Mets starting pitchers Noah Syndergaard and Zack Wheeler have seen their names in trade rumors for weeks. The Mets are mostly controlling the starting pitching market after dealing for Marcus Stroman -- with questions surrounding whether or not the Giants move Madison Bumgarner and the Rangers possibly not trading Mike Minor -- and it seems like the returns for both to the Mets would be sizable. 

It looks like they won't exert full control, though, as they appear to be intent on holding Syndergaard. 

"I don't think anything is going to happen … I think I'm staying put," Syndergaard said after his outing Tuesday night -- we'll get to that -- via SNY. "It's always in the back of my mind. I try not to harp on things that are outside of my control."  

Wednesday morning, Joel Sherman of the New York Post reported that Syndergaard was "pulled off the trade market last night." 

Was it in reaction to how Syndergaard pitched? 

Syndergaard took the ball on Tuesday and dealt. He took a no-hitter into the fifth inning and ended up striking out 11 while only walking one in 7 1/3 scoreless innings. He gave up just five hits and most of the contact -- when there actually was contact -- wasn't hard.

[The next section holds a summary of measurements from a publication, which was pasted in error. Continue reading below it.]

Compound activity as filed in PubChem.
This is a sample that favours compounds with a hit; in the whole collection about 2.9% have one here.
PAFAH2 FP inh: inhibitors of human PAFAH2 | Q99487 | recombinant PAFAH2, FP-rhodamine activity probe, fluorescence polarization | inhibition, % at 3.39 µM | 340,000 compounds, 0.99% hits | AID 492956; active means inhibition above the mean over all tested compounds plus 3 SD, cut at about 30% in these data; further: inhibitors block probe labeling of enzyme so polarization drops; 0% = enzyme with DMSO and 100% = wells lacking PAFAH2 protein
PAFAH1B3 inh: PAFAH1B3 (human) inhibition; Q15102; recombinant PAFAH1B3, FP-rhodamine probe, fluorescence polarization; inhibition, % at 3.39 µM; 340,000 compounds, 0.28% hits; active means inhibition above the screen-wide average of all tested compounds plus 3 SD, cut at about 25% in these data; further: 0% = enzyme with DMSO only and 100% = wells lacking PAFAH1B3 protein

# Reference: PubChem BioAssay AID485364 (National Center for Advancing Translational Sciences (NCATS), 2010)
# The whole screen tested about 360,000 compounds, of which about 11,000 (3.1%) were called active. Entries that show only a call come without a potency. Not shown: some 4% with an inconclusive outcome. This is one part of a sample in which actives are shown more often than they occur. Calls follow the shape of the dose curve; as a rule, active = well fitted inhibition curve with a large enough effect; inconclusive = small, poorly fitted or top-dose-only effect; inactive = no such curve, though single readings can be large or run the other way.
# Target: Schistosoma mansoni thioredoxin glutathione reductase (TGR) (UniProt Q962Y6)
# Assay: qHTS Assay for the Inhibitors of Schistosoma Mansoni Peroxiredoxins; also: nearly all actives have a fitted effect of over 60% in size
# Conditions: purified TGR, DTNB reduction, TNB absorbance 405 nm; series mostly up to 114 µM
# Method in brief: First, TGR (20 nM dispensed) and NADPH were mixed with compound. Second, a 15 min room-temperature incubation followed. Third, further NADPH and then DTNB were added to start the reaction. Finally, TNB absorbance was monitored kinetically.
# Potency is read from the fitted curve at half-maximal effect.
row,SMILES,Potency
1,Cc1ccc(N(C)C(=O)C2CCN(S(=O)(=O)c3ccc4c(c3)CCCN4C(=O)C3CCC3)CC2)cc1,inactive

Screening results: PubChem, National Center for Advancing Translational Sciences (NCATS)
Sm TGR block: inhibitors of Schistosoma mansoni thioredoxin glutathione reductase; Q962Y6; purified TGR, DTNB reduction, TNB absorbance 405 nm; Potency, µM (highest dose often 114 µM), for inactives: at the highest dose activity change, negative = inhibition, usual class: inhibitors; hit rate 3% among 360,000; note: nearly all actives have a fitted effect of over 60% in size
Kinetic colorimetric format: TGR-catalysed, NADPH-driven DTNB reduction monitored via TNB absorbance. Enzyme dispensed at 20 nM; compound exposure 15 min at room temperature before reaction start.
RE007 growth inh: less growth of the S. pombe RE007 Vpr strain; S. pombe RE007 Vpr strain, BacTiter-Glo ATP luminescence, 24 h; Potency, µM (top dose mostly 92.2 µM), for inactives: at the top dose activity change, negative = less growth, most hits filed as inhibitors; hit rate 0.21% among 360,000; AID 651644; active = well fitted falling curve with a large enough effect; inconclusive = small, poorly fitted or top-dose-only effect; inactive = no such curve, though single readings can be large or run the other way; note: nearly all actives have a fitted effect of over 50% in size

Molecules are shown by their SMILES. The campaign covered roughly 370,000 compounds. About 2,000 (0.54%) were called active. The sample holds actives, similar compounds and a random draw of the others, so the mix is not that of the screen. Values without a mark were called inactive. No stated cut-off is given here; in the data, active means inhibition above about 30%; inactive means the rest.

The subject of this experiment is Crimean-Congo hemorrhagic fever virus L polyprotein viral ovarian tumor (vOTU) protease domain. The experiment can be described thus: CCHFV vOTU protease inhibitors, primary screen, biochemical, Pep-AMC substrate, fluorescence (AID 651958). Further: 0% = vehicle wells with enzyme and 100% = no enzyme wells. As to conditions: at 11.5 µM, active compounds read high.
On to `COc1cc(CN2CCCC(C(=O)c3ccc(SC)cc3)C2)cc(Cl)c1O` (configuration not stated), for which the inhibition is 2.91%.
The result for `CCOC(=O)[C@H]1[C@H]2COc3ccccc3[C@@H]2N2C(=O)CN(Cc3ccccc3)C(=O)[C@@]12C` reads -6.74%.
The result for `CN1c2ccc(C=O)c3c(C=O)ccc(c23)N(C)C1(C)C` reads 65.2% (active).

This is the guy he should be a lot more often. Syndergaard might have the best raw stuff in baseball. He averages over 98 mph and hits triple digits with his fastball while his sinker sits around 98, his changeup averages over 91 (a changeup!) and his slider can top 90. That's not a guy who should have an ERA of 4.33, which is what he was entering Tuesday. This outing was a "that's more like it!" type. 

There are two schools of thought here: 

  1. It was a reminder to the Mets of just how good he can be, so why trade him with two years of control left when they aren't committed to rebuilding?
  2. It increased his value to other teams, as they caught a glimpse of his upside. 

To be clear, the calculus on a player's trade value should never changed based upon one game, unless there was an injury. But with Syndergaard's career line entering this season and his raw ability, a start like this could make people think twice. All his upside was on display and he could provide a major boost to any rotation. Perhaps it's not a coincidence to see Sherman's report after we saw a vintage Thor start. 

Plus, Syndergaard doesn't hit free agency until after the 2021 season. 

Something else we should consider: The Mets are within shouting distance (five games) of the second wild card and I wouldn't put it past this ownership group/front office decide to go for it and hope for a second-half surge like the one in 2015 that got them to the World Series. They've already added Stroman, after all, and a Jacob deGrom, Marcus Stroman, Noah Syndergaard big three in a rotation could be stellar. 

It's not definitive because someone could blow the Mets away with an offer, but it's sounding like he's going to stick around. Stay tuned.